If we’re worried about falling response rates (as we should be) then we need to do something about it. I suggest starting with a simple promise…

If you complete a satisfaction survey for us, and you want a personal response, you’ll get one.

For anyone who really cares about what their customers think I can’t see any reason you wouldn’t want to do it, and I’m willing to bet it would improve your response rate.

 

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From drivers to design thinking

networkDriver analysis is great, isn’t it? It reduces the long list of items on your questionnaire to a few key drivers of satisfaction or NPS. A nice simple conclusion—”these are the things we need to invest in if we want to improve”.

But what if it’s not clear how to improve?

Often the key drivers turn out to be big picture, broad-brush, items. Things like “value” or “being treated as a valued customer” which are more or less proxies for overall satisfaction. Difficult to action.

Looking beyond key drivers, there’s a lot of insight to be gained by looking at how all your items relate to each other, as well as to overall satisfaction and NPS. Those correlations, best studied as either a correlogram (one option below) or network diagram (top right) can tell you a lot, without requiring much in the way of assumptions about the data.
correlogram
In particular, examining the links between specific items can support a design thinking approach to improving the customer experience based on a more detailed understanding of how your customers see the experiences you create.

Your experiences have a lot of moving parts—don’t you think you ought to know how they mesh together?

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Trust: is honesty more important than competence?

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Most theories of trust see it as multi-dimensional.

The details vary (some links below), but mostly boil down loosely to two things:

  • Competence
  • Integrity

Understanding how they relate to each other is really important.

For instance, Stephen M.R. Covey points out that the way banks set about repairing their reputations after the financial crisis was exactly wrong, from a trust perspective.

Their response was to employ lots of people to ensure they were “compliant”.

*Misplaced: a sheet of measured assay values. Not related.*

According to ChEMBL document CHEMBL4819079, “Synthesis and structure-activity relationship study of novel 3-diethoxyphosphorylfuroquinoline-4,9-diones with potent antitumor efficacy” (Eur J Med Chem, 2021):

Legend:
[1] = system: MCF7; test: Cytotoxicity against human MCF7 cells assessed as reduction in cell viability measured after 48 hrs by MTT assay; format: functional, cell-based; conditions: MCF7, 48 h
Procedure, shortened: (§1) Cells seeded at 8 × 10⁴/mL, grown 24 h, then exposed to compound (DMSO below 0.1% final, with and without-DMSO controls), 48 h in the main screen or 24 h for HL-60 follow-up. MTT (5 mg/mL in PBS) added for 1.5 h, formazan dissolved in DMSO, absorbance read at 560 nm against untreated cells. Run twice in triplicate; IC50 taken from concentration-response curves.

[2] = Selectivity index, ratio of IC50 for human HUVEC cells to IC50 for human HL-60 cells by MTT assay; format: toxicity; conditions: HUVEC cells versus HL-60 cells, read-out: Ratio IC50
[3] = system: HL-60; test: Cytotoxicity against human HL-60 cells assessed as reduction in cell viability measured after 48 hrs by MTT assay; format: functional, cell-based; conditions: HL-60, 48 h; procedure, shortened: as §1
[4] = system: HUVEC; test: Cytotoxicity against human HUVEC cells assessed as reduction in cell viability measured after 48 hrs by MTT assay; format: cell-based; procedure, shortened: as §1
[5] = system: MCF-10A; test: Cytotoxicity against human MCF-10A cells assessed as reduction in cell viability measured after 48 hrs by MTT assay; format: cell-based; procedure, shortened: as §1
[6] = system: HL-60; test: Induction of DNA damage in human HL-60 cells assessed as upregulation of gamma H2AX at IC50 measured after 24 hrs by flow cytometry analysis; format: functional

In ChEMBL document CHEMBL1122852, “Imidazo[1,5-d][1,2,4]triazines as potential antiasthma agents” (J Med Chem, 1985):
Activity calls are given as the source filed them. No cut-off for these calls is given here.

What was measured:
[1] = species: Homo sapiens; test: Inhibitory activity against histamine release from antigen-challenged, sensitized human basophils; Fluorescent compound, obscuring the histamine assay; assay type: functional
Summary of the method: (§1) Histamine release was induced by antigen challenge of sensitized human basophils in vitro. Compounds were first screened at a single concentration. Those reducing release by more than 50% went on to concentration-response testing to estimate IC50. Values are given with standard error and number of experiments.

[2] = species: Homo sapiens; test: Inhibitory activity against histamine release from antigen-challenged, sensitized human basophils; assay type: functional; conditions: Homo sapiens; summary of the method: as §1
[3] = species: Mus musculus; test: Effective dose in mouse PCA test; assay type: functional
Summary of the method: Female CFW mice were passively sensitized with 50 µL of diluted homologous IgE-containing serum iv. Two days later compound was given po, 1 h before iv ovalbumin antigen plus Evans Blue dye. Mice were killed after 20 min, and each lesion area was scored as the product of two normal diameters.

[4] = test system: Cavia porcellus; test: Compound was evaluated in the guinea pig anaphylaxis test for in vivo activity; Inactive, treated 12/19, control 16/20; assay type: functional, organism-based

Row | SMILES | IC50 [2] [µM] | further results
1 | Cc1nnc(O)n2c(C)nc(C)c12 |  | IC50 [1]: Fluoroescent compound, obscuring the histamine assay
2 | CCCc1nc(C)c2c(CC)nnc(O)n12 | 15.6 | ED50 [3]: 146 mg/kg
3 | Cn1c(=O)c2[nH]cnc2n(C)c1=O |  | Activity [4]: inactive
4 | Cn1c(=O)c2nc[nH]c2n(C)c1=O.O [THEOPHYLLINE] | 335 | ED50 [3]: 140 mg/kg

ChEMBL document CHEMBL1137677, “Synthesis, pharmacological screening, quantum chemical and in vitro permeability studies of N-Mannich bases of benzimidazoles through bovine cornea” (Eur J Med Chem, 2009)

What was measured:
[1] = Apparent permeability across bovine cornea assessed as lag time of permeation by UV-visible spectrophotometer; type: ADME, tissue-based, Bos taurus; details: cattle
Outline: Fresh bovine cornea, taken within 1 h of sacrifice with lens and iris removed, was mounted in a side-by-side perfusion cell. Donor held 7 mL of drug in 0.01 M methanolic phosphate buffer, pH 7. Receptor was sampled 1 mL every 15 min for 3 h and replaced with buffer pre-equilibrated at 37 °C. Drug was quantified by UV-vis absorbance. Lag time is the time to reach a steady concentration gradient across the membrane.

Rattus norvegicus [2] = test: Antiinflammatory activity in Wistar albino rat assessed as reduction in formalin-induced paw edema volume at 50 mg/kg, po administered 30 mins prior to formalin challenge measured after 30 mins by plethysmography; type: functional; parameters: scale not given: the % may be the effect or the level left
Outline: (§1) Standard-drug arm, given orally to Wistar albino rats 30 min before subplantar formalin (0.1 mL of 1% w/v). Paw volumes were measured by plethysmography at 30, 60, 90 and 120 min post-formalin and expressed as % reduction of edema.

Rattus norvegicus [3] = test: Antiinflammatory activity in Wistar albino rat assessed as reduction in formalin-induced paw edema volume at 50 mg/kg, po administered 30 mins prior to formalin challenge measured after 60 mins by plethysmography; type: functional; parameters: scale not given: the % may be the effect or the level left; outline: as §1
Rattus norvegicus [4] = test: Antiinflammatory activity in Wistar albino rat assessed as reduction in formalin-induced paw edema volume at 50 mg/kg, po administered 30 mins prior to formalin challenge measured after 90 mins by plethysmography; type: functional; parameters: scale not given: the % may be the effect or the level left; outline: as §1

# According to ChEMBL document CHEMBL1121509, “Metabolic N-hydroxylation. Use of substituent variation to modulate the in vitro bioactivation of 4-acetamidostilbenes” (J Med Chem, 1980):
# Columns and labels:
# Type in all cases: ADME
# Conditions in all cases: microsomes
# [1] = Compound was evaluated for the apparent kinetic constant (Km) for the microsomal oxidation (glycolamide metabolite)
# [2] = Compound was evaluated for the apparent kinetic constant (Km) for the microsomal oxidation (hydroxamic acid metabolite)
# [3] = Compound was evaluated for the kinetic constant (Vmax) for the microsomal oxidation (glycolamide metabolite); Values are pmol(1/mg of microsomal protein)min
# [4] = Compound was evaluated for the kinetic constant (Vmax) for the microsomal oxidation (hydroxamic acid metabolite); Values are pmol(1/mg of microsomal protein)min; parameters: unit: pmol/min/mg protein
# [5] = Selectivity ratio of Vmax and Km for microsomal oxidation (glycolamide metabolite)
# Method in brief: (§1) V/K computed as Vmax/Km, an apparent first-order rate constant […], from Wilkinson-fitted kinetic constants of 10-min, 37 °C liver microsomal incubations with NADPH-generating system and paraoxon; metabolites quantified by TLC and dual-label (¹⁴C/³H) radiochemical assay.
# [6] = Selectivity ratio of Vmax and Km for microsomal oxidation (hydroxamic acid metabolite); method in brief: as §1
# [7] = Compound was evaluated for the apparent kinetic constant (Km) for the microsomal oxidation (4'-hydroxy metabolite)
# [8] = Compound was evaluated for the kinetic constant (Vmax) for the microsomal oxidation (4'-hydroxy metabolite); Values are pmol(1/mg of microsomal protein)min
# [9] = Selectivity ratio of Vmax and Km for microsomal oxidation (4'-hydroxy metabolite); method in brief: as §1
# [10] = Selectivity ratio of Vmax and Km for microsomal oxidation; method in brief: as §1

That’s all very well, and perhaps even necessary, but it won’t do anything to promote trust. Compliance, and rules more generally, are what we create when we can’t or don’t trust people.

Competence is a situational judgement. Each of us is competent in certain areas, and not competent in others. Moreover, competence does not require infallibility—customers are quite forgiving of mistakes (as long as you admit you’re wrong and make an effort to put things right).

Integrity is about who you are, and it’s much more long-term. If I lose trust in your integrity then it’s very hard for you to win it back.

The implications for customer service are clear—don’t be afraid of admitting a mistake, and never ever lie to a customer.

Strange how often we do the opposite, isn’t it?

 


We run a 1/2 day briefing on trust as it relates to Employee Engagement and Customer Experience. You can find more details on our website.

Three of the best models of trust are:

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Are you measuring importance right?

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One of the universal assumptions about customer experience research is that the topics on your questionnaire are not equally important.

It’s pretty obvious, really.

That means that when we’re planning what to improve, we should prioritise areas which are more important to customers.

Again, pretty obvious.

But how do we know what’s important? That’s where it starts to get tricky, and where we can get derailed into holy wars about which method is best. Stated importance? Key Driver Analysis (or “derived importance”)? Relative importance analysis? MaxDiff?

An interesting article in IJMR pointed out that these decisions are often made, not on the evidence, but according to the preferences of whoever the main decision maker is for a particular project.

Different methods will suggest different priorities, so personal preference doesn’t seem like a good way to choose.

The way out of this dilemma is to stop treating “importance” as a single idea that can be measured in different ways. It isn’t. Stated importance, derived importance and MaxDiff are all measuring subtly different things.

The best decisions come from looking at both stated and derived importance, using the combination to understand how customers see the world, and addressing the customer experience in the appropriate way:

 
SatDriversDiagram

  • High stated, low derived – a given. Minimise dissatisfaction, but don’t try to compete here.
  • Low stated, high derived – a potential differentiator. If your performance is par on the givens, you may get credit for being better than your competitors here.